At the press conference following the Cannes premiere of Martin Scorsese’s Killers of the Flower Moon, someone asked Robert De Niro about his character, a kingpin of a sort with a tricky psyche. “It’s the banality of evil,” he said, describing the character’s moral ambiguity. “It’s the thing we have to watch out for. We see it today, of course. We all know who I’m going to talk about, but I’m not going to say his name.” (Everyone knew who he meant.)
The banality of evil was hot at Cannes this year. De Niro’s statement came on the heels of the premiere of Jonathan Glazer’s The Zone of Interest, which set Cannes critics abuzz about the same phrase. That movie — which I proposed might best be understood as an adaptation of Hannah Arendt’s Eichmann in Jerusalem, even more than the Martin Amis novel it’s loosely based on — is not much like Killers of the Flower Moon, at first blush. Glazer’s is short, taut horror that evokes the Holocaust by keeping it offscreen; Scorsese’s is epic, bloody, and relentless in its depiction of a series of murders from a century ago.
Thematically, however, they often rhyme. Both are about mankind’s ability to exterminate one another while deluding themselves into thinking they’re doing the right thing. Both are about atrocities so heinous they’re hard to wrap your mind around. And both feel eerily contemporary, in an age where prejudice, racism, and fascism are on the rise around the globe.
Yet, with deep respect to De Niro (who gives one of his finest performances in Killers), only one of these movies is actually about the banality of evil, and it’s not the one he’s in. A key part of Arendt’s argument in Eichmann in Jerusalem is that her subject, Adolf Eichmann, the chief architect of the Third Reich’s euphemistically named “Final Solution,” was profoundly vapid, lacking a discernible motivation or conscious vendetta against the Jewish people he exterminated. (This is the chilling sense you get about The Zone of Interest’s characters, too.) Arendt observed Eichmann in court, where his defense was that he simply followed orders. What struck her was his lack of ego or intelligence or personal motivation. This evil, she wrote, was banal because it was hollow, perpetuated largely by people who had given up thinking, letting themselves exist within a corrupt and deadly system.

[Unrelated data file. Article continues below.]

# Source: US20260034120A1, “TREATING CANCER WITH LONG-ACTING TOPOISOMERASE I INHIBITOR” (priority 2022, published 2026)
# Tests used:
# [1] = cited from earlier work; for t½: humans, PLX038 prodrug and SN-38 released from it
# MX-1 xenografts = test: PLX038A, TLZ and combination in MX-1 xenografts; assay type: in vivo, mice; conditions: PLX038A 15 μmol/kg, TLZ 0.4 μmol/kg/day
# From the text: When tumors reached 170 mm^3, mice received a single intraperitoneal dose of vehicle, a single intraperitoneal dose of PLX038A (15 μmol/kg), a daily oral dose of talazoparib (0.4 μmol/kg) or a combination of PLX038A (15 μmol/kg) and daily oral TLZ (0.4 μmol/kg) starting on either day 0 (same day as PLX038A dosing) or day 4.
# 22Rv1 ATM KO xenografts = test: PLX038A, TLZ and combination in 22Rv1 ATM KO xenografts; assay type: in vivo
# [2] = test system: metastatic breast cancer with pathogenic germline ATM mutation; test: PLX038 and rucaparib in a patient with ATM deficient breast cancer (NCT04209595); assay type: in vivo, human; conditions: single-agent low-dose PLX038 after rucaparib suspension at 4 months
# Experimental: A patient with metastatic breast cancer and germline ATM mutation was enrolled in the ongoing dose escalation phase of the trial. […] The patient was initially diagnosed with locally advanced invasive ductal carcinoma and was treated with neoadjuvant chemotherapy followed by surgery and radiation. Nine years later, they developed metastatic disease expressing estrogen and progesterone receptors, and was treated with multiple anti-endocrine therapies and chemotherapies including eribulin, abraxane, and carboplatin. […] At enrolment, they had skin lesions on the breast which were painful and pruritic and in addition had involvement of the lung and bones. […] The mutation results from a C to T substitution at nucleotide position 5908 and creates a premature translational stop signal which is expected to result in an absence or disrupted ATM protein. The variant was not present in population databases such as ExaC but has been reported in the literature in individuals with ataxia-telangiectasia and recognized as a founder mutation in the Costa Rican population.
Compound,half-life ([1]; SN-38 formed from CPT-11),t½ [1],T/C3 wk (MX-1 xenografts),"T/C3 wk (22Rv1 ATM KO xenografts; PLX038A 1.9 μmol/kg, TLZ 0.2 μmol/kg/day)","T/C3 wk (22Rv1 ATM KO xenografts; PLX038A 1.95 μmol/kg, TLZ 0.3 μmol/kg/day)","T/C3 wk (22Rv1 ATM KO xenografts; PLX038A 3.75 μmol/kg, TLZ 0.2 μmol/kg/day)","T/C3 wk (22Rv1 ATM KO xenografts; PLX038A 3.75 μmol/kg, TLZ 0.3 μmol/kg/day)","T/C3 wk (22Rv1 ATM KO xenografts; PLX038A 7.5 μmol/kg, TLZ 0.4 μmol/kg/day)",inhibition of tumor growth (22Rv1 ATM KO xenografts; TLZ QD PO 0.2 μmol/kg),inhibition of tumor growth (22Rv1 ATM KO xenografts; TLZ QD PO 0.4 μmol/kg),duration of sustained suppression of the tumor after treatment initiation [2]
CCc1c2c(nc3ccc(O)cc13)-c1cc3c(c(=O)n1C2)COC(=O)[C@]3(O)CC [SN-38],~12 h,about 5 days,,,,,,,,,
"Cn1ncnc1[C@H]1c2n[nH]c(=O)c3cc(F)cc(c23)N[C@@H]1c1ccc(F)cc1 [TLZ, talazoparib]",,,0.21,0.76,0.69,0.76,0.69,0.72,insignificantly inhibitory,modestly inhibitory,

That is not the case with William Hale, De Niro’s character in Killers of the Flower Moon. Hale is complicated, to be sure — as De Niro noted, he seems to genuinely love the Osage people while actively plotting to kill them off and take their wealth for himself. But his motivation is obvious, his ego boundless, his arrogance and manipulation and conviction of his own supremacy on a level that rivals any mob boss from a Scorsese film. He is, indeed, a bit reminiscent of the former president De Niro refused to name; one line delivery (in which Hale boasts about his access to the best lawyers) even seems modeled on Trump. But what he (and Trump) is not is banal.
That doesn’t make Hale less evil than, say, Eichmann. But it does make him exceptional, the kind of person who people are still talking about a hundred years after the fact. If The Zone of Interest’s characters are banally evil, then Killers of the Flower Moon’s antagonists are sharply evil, even the ones who aren’t masterminds. (Leonardo DiCaprio’s character Ernest Burkhart shares some key qualities with Eichmann — he’s not very bright, he’s easily suggestible, and he doesn’t like thinking — but he is absolutely motivated, loudly and passionately, by money.)
Cannes is an interesting place to consider evil, in both its banal and exceptional forms. As the festival concludes its 76th edition, it remains the most prestigious in the world, its iconic red carpet attracting dense crowds of onlookers who stake out a spot hours before premieres (18, for Killers) just for the possibility of seeing a star in the flesh. Filmmakers around the globe consider a Cannes berth the apex of a career. The festival is well aware of its cachet, that it’s the place where artists gain a kind of immortality. Walk around the city of Cannes during the festival, and there are posters everywhere of stars present and past on the red carpet, just to remind you that this is where the legends have walked.
That means the festival wields a nearly unparalleled kingmaking power, an authority that the festival’s director Thierry Frémaux seems to both love and deny. Frémaux always manages to be controversial, but for 2023 he took it to new heights, programming the controversial French director Maïwenn’s period drama Jeanne du Barry, about the favorite mistress of King Louis XV, for the festival’s opening night gala. Opening night movies at Cannes are often not very good; Jeanne du Barry is, indeed, very bad, bafflingly so. But the film’s pre-fest buzz was almost entirely a function of its director, who’s known for her vocal anti-MeToo stances and recent assault of a journalist, and its star, Johnny Depp, in his first major role since his circus of a court battle with ex-wife Amber Heard.